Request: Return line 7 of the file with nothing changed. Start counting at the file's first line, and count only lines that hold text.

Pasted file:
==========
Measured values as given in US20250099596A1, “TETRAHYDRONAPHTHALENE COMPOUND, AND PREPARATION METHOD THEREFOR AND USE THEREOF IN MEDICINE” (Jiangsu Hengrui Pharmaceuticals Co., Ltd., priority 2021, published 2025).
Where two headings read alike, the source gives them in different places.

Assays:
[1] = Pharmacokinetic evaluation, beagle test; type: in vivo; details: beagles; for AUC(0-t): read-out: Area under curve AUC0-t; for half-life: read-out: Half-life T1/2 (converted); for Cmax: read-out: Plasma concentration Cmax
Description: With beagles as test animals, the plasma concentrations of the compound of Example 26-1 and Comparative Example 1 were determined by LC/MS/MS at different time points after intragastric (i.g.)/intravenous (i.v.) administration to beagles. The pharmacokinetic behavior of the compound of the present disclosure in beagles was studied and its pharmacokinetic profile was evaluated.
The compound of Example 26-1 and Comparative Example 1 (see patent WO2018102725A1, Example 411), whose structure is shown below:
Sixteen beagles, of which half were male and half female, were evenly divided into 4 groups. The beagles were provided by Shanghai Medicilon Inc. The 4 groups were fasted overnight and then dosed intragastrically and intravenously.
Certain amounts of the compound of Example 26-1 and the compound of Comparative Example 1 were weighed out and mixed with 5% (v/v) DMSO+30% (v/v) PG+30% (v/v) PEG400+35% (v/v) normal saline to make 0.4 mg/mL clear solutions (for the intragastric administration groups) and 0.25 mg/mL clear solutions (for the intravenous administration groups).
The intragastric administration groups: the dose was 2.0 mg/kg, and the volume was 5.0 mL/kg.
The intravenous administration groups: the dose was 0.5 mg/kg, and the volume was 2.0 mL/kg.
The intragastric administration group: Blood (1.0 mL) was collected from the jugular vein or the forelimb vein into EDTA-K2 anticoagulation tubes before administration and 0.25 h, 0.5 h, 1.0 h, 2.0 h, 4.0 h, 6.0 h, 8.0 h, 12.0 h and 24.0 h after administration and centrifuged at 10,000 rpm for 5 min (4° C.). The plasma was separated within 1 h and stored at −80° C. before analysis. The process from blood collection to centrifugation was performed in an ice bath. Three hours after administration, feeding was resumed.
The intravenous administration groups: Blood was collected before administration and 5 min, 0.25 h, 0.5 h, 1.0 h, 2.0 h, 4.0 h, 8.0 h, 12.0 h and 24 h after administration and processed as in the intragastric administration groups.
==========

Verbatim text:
Sixteen beagles, of which half were male and half female, were evenly divided into 4 groups. The beagles were provided by Shanghai Medicilon Inc. The 4 groups were fasted overnight and then dosed intragastrically and intravenously.